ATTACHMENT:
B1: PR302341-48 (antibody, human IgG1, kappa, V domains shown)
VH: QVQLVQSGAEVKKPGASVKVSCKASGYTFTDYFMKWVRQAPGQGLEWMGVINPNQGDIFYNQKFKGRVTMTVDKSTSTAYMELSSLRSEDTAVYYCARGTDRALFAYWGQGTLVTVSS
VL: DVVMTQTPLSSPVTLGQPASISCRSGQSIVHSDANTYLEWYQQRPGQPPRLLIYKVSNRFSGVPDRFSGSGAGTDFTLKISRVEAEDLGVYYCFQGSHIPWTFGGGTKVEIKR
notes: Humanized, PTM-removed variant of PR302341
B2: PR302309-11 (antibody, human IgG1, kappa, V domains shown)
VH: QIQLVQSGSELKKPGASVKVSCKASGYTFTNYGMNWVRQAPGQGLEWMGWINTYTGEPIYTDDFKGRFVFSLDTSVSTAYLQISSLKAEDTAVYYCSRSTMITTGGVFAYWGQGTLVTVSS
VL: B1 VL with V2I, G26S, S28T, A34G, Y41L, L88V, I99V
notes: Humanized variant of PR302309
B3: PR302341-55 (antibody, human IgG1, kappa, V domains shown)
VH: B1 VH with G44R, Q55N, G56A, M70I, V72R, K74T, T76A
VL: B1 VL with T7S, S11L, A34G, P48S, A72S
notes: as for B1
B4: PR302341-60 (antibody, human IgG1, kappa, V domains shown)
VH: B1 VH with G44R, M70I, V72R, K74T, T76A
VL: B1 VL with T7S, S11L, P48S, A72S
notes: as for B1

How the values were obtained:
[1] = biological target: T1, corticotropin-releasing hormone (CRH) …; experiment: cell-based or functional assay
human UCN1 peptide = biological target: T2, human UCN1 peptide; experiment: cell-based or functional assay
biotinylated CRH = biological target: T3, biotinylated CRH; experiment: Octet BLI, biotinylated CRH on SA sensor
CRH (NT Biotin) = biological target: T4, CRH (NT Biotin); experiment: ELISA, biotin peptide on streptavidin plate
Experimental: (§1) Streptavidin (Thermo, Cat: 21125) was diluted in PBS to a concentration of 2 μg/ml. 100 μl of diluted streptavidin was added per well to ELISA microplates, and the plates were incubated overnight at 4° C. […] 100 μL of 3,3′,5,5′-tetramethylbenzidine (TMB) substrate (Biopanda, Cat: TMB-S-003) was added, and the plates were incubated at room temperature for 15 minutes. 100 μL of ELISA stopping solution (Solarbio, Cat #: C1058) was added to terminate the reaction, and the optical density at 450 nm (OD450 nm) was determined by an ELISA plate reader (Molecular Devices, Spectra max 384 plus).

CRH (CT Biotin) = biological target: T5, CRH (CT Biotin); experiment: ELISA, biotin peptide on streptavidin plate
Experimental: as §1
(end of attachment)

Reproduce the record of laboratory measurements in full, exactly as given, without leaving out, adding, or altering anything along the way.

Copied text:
B1: PR302341-48 (antibody, human IgG1, kappa, V domains shown)
VH: QVQLVQSGAEVKKPGASVKVSCKASGYTFTDYFMKWVRQAPGQGLEWMGVINPNQGDIFYNQKFKGRVTMTVDKSTSTAYMELSSLRSEDTAVYYCARGTDRALFAYWGQGTLVTVSS
VL: DVVMTQTPLSSPVTLGQPASISCRSGQSIVHSDANTYLEWYQQRPGQPPRLLIYKVSNRFSGVPDRFSGSGAGTDFTLKISRVEAEDLGVYYCFQGSHIPWTFGGGTKVEIKR
notes: Humanized, PTM-removed variant of PR302341
B2: PR302309-11 (antibody, human IgG1, kappa, V domains shown)
VH: QIQLVQSGSELKKPGASVKVSCKASGYTFTNYGMNWVRQAPGQGLEWMGWINTYTGEPIYTDDFKGRFVFSLDTSVSTAYLQISSLKAEDTAVYYCSRSTMITTGGVFAYWGQGTLVTVSS
VL: B1 VL with V2I, G26S, S28T, A34G, Y41L, L88V, I99V
notes: Humanized variant of PR302309
B3: PR302341-55 (antibody, human IgG1, kappa, V domains shown)
VH: B1 VH with G44R, Q55N, G56A, M70I, V72R, K74T, T76A
VL: B1 VL with T7S, S11L, A34G, P48S, A72S
notes: as for B1
B4: PR302341-60 (antibody, human IgG1, kappa, V domains shown)
VH: B1 VH with G44R, M70I, V72R, K74T, T76A
VL: B1 VL with T7S, S11L, P48S, A72S
notes: as for B1

How the values were obtained:
[1] = biological target: T1, corticotropin-releasing hormone (CRH) …; experiment: cell-based or functional assay
human UCN1 peptide = biological target: T2, human UCN1 peptide; experiment: cell-based or functional assay
biotinylated CRH = biological target: T3, biotinylated CRH; experiment: Octet BLI, biotinylated CRH on SA sensor
CRH (NT Biotin) = biological target: T4, CRH (NT Biotin); experiment: ELISA, biotin peptide on streptavidin plate
Experimental: (§1) Streptavidin (Thermo, Cat: 21125) was diluted in PBS to a concentration of 2 μg/ml. 100 μl of diluted streptavidin was added per well to ELISA microplates, and the plates were incubated overnight at 4° C. […] 100 μL of 3,3′,5,5′-tetramethylbenzidine (TMB) substrate (Biopanda, Cat: TMB-S-003) was added, and the plates were incubated at room temperature for 15 minutes. 100 μL of ELISA stopping solution (Solarbio, Cat #: C1058) was added to terminate the reaction, and the optical density at 450 nm (OD450 nm) was determined by an ELISA plate reader (Molecular Devices, Spectra max 384 plus).

CRH (CT Biotin) = biological target: T5, CRH (CT Biotin); experiment: ELISA, biotin peptide on streptavidin plate
Experimental: as §1